The Thin Red Line was my first experience of Malick, so I was not among the other film fans that had been waiting literally decades for him to return after his mysterious disappearance. There was much disagreement about The Thin Red Line in the critical community, some feeling that it was a beautiful disappointment when set alongside Badlands and Days of Heaven. Movie fans that had been mesmerized and mystified by his two first features complained of the differences between the older Malick and the younger, seemingly more pessimistic and even cynical one. But just as The Thin Red Line is different from the earlier films, any casual observer would note how different Days of Heaven is from Badlands, just as The New World is different from The Thin Red Line, and The Tree of Life distinct from The New World. It can aggravate one's enthusiasm to incessantly hear comparisons of an artist's early work to the late work, which is kind of like comparing your wife or husband to when you first met and fell in love with them to how you feel about them years later. We fell in love with The Godfather before we saw Rumble Fish, and Raging Bull before The Departed. Such comparisons are often with merit, but other times they point out our own limitations as viewers versus the limitations of the aging artist.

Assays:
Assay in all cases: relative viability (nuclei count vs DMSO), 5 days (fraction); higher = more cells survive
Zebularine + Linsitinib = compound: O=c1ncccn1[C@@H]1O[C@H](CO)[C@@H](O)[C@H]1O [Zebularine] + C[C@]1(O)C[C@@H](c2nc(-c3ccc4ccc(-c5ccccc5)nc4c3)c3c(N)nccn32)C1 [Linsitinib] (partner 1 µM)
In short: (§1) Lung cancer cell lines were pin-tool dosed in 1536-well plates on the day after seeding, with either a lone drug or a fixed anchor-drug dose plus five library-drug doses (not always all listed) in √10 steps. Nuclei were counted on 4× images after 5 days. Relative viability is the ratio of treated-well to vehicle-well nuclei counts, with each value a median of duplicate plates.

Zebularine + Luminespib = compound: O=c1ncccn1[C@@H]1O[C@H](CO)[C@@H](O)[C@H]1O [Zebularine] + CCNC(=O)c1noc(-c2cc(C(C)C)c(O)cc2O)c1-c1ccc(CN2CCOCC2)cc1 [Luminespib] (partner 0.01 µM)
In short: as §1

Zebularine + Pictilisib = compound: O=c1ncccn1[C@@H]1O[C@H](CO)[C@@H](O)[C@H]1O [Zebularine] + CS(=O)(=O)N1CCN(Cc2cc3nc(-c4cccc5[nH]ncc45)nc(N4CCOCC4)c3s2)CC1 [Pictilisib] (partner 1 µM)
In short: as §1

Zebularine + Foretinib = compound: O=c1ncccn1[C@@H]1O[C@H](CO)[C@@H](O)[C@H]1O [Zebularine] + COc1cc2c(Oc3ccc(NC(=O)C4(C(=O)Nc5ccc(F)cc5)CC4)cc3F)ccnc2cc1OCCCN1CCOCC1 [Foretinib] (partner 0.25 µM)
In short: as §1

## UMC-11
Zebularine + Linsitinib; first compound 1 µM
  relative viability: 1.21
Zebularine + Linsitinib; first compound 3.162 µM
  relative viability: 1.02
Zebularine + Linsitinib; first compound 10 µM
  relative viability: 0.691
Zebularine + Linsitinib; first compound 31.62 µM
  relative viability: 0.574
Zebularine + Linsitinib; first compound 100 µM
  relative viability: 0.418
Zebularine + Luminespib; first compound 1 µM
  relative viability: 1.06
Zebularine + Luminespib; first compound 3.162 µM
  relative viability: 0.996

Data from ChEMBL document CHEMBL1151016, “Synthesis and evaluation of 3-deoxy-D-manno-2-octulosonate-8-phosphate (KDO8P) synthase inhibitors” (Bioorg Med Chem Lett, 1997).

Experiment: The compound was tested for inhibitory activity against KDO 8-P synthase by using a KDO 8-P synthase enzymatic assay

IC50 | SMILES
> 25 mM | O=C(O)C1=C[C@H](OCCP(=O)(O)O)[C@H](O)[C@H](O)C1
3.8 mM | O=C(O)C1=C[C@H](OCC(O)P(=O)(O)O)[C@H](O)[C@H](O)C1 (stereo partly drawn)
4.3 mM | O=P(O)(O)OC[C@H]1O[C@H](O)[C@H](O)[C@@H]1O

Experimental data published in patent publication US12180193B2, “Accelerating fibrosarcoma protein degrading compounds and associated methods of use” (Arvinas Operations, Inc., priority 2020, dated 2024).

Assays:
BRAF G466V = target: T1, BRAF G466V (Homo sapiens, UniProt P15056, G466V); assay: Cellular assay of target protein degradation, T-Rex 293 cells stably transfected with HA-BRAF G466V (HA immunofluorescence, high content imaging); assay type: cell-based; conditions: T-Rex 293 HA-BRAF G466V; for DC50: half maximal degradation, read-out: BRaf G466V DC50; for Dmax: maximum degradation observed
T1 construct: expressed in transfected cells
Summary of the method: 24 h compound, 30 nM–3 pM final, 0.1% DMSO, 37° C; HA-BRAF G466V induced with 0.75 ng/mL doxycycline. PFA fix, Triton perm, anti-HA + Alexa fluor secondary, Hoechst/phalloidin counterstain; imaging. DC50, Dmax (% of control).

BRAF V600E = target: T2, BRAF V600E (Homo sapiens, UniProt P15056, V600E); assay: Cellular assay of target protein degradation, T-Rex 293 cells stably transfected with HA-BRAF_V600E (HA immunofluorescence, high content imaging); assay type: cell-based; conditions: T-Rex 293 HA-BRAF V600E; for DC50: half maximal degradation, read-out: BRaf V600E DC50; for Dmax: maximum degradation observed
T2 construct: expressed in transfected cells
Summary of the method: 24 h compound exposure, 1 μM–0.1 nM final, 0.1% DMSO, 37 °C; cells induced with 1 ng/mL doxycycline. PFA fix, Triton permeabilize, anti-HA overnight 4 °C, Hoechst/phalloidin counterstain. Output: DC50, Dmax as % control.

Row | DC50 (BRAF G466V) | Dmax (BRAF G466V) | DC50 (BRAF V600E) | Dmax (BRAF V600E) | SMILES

In this series of blogs, I want to avoid using the word "Masterpiece," as again with Kubrick the word seems to be thrown around so much – though for good reason – that its meaning is canceled out. It can certainly apply to all five Malick works, but it points to a ranking system that is inappropriate when discussing them. Maybe in surveying the five Malick pictures with their images, wonder, and exhortations, this is more of a journey than criticism, where Malick is himself a mystery to us and then reveals where he came from. A remarkable element of The Tree of Life is how nakedly autobiographical it is for an author so notoriously shy. At Cannes, Brad Pitt said that Malick wants the work "to speak for itself." This sounds like a cliche, but in Malick it is meaningful. He in fact is saying much, much more than any filmmaker could in an interview, comparable to the confessions of Truffaut and Fellini (and more ultimately, Proust and Joyce). The Tree of Life is a culmination of disclosure, of which we see fragments in the earlier work. In going back to Badlands and Days of Heaven, we can detect what fascinates Malick, what he dreams, and how he observes the world.